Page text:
This year’s Nobel for Chemistry is awarded to Robert J. Lefkowitz and Brian K. Kobilka for their discovery of how the G-protein-coupled receptors (GPCR) work in our cells. This might sound a little finicky, but consider that the GPCR family accounts for half of pathways targeted by medical applications that do a whole host of things, from reducing pain to providing psychiatric relief to patients.

The impression I get from the excellent popular press release from nobelprizes.org is that the Nobel was awarded to the men who found ingenious ways of not only tracking the receptors’ work, but also in capturing the first images of how the protein actually functions within the cell.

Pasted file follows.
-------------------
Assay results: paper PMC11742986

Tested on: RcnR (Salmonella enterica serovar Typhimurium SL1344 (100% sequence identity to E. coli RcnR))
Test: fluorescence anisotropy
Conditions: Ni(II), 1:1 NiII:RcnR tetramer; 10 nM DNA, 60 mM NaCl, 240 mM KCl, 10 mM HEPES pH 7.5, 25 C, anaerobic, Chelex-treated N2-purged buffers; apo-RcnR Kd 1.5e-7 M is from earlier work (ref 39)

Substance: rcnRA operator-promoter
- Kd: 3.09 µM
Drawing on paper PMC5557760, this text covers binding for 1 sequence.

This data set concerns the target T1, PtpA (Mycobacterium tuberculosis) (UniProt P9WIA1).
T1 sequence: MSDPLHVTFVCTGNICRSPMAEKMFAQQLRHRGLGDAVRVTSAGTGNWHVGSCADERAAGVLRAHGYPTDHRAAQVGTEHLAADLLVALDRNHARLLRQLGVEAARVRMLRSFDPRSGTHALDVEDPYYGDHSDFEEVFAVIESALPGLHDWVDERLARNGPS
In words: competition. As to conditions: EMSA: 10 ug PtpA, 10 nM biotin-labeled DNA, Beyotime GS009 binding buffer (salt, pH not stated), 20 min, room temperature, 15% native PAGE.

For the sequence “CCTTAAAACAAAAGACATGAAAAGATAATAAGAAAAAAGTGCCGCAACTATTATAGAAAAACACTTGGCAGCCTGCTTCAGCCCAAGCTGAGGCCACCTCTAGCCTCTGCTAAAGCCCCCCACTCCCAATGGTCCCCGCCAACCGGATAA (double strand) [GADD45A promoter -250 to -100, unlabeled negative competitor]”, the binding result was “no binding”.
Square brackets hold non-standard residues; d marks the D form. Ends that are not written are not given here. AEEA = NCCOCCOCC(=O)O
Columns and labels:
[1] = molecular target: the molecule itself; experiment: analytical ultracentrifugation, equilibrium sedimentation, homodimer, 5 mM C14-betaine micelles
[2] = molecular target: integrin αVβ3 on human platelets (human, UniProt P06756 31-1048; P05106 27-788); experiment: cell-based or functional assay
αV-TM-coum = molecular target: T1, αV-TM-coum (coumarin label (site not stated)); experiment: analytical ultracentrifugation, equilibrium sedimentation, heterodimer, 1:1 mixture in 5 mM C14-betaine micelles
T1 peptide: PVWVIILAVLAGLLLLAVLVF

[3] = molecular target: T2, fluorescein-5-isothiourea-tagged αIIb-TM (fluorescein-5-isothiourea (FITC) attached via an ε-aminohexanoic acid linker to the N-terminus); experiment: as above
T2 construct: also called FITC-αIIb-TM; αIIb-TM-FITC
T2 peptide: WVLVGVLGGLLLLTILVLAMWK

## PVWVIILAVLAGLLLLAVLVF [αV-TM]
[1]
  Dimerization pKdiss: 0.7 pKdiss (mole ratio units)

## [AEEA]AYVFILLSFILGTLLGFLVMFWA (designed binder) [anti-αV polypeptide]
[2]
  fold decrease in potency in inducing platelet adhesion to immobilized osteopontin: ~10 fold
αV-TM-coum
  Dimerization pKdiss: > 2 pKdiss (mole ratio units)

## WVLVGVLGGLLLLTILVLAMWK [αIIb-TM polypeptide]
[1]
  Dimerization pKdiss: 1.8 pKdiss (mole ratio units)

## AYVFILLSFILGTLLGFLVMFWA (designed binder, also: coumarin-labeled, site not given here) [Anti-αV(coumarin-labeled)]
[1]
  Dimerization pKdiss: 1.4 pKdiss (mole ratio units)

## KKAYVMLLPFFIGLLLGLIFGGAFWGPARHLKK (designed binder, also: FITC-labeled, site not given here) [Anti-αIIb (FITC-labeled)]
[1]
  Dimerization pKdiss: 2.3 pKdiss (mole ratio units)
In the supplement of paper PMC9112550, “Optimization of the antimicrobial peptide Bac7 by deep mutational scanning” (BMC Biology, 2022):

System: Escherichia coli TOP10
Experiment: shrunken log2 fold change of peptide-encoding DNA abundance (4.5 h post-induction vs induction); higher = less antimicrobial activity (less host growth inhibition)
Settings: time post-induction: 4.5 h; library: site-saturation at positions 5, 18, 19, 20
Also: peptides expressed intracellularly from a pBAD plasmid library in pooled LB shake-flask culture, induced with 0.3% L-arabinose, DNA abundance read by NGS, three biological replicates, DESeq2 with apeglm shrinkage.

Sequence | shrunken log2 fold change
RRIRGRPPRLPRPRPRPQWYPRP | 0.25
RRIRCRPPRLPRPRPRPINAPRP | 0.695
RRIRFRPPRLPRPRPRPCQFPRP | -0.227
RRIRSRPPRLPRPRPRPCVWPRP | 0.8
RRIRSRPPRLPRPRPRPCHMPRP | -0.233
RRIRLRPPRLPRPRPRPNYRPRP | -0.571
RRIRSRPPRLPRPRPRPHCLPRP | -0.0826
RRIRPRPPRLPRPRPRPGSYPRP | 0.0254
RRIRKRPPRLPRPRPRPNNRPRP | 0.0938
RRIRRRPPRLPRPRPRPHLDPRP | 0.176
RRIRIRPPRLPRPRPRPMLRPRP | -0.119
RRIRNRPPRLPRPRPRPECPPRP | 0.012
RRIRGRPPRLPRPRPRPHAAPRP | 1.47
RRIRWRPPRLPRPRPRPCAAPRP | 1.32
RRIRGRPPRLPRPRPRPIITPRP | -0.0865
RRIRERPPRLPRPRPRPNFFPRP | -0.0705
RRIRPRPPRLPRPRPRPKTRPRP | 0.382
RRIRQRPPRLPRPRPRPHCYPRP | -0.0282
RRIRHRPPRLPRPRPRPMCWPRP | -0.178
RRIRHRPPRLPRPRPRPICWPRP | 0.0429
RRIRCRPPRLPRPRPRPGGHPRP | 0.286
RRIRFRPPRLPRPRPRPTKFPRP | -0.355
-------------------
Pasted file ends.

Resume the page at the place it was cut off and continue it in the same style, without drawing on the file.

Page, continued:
GPCRs are so crucial because they provide one of the major ways that cells within our body interact with the external environment. Many intra-cellular activities occur in response to an external stimulus. For instance, you are startled by a sudden bang and your immediate instinct is to run away — that response is a result of adrenaline flooding your system, speeding up your heart but relaxing the pupils of your eyes. When adrenaline floods the system, it enters cells through the fatty acid layer of the cell and activates proteins that then go on to produce the correct physiological responses.

Normally I’d go ahead and explain the protein actions here, but in this case, I can’t do better than to refer to the press release, which is extremely clear and written with the lay person in mind.

Enjoy!

The 2012 Nobel Prize in Physics